Wristen: Parents must keep priorities in check
A fun-filled Sunday afternoon of Little League baseball came to a screeching halt May 14 at Basehor's Field of Dreams.
Check that. "Screeching" probably isn't the right word to describe how the action halted. Perhaps shouting, cursing, revolting or violent would be a better way to put it. Those are all words that describe the misbehavior of parents of two 12-and-under teams from the Kansas City area that caused an umpire to stop a game.
Although the incident took place May 14 - Mother's Day - it took two weeks for the story to grow legs on Kansas City area sports radio programs. It has been a hot topic ever since, and rightfully so.
Parents behaving badly at youth sporting events is nothing new. We're just not used to seeing it at this magnitude here. Or maybe we are, but we've just pretended it didn't exist.
It's hard to ignore this story, though. Basehor Sentinel reporter Andy Marso looked into the event. His story appears on page 3B of today's Current. I've read the story about a half-dozen times in the past week, and every time it gives me chills.
In a nutshell, here's what happened:
Two Kansas City-area teams - the Wildcats and Cardinals - were playing. There was a close play at the plate where a base runner collided with the catcher. The runner was called out.
That's when things turned ugly. According to the story, "The umpire was faced with several angry protesters, including the Wildcats' third base coach, who ran at (the umpire) screaming obscenities."
The melee didn't stop there.
The coach was ejected from the game. That's when parents joined the fracas. The umpire called the game out of fear for his safety - and rightfully so. While the umpire waited in the concession stand for police to arrive, Wildcats parents banged on the concession stand windows and doors, uttered obscenities and threats and demanded that the umpire come out to see them. They also allegedly threatened tournament organizer Jeremy McDowell and the other team's players.
As nauseating as it was to see Los Angeles Lakers fans riot after winning NBA titles or watching University of Maryland students loot stores and destroy police cruisers after losing in the NCAA men's basketball Final Four in 2001 and winning the title in 2002, the behavior by the Wildcats' parents that afternoon at Field of Dreams is even more deplorable.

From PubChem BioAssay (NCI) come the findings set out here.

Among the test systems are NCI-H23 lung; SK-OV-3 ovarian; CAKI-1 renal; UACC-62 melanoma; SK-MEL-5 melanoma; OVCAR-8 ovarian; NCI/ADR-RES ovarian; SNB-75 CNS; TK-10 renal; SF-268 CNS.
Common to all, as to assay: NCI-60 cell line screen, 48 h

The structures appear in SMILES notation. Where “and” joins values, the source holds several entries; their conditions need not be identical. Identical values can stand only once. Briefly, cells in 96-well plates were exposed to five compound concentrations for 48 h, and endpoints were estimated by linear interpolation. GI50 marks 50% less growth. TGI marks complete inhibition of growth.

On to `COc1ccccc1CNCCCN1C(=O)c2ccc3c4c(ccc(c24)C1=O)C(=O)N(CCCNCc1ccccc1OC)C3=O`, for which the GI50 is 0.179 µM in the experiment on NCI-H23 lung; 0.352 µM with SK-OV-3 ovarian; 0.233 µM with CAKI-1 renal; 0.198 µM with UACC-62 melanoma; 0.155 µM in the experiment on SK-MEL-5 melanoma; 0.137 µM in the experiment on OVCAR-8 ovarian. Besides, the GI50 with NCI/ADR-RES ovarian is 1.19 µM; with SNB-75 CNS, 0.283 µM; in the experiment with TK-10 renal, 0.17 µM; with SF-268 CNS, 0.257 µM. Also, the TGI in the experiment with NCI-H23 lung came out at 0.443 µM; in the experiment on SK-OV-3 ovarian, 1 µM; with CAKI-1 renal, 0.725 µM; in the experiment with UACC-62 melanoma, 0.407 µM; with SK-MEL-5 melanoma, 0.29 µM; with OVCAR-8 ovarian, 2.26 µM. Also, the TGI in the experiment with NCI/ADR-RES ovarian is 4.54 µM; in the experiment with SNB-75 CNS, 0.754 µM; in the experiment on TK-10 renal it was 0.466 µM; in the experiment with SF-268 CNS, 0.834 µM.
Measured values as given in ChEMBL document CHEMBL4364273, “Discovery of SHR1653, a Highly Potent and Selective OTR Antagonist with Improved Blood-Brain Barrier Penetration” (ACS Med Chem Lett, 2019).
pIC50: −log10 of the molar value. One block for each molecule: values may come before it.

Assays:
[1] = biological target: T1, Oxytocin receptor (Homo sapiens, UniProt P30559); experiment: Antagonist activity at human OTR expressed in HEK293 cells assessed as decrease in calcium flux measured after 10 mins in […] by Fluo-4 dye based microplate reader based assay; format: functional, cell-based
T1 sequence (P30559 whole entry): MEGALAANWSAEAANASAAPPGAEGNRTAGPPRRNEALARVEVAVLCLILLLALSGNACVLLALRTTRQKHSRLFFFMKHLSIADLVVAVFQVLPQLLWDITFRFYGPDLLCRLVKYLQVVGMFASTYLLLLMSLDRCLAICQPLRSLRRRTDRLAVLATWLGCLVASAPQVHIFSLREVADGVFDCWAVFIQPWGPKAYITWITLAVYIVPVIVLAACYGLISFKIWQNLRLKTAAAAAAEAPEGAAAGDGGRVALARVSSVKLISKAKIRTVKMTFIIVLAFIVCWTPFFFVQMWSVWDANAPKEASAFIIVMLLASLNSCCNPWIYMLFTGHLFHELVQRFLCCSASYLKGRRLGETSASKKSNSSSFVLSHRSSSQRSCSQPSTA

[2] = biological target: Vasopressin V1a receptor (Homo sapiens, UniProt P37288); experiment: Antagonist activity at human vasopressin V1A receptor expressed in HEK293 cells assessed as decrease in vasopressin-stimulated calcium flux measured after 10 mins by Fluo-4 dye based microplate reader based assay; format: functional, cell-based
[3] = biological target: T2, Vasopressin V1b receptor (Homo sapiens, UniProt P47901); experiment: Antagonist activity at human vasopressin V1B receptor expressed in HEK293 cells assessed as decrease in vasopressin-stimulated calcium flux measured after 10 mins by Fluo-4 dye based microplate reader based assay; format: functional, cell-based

Resorting to unsportsmanlike behavior or violence after a victory or loss isn't acceptable at a college or professional sporting event. It's even less tolerable when it happens at a youth sporting event such as a 12-and-under baseball game.
We may think this is the first time this type of issue has hit so close to home in our community - Field of Dreams is just five miles away and dozens of our community's children play there in the summer - but it's not the first time we've seen such behavior.
Anybody who attended the Lansing High girls basketball game against Santa Fe Trail saw a SFT parent throw a plastic bottle of Diet Pepsi onto the court in response to an official's call. The bottle missed striking the official by about three feet.
Anybody who attended the LHS boys and girls basketball games at Basehor-Linwood High School had to endure the non-stop screaming by a few dozen Basehor parents who were allowed to harass the referees from start to finish in the junior varsity girls, varsity girls and varsity boys' games.
Here in Lansing, we're not guilt-free on this issue either. Police were called to a youth flag football game at Lansing City Park last fall to deal with a parent who shouted obscenities at officials. For those wondering, most flag football players are six or seven years old.
I believe most parents, no matter what age their children are or what school they attend, have the best of intentions when they attend their child's sporting events. They want their son or daughter to have fun, and they want them to succeed. It is once the game begins that the line between being supportive and being abusive sometimes becomes blurred.
Part of my job as a sports reporter is keeping stats. In addition to points and rebounds, I oftentimes have considered keeping track of how many times certain parents argue calls compared to how many times they utter words of support for their child. I'm sure you all know somebody like this. Maybe you are that person.
This isn't a fun topic to talk about, but it is one that we must address as a community because it impacts us. It also offers a quick reality check as the summer youth sports seasons get under way. We can be part of the problem or part of the solution.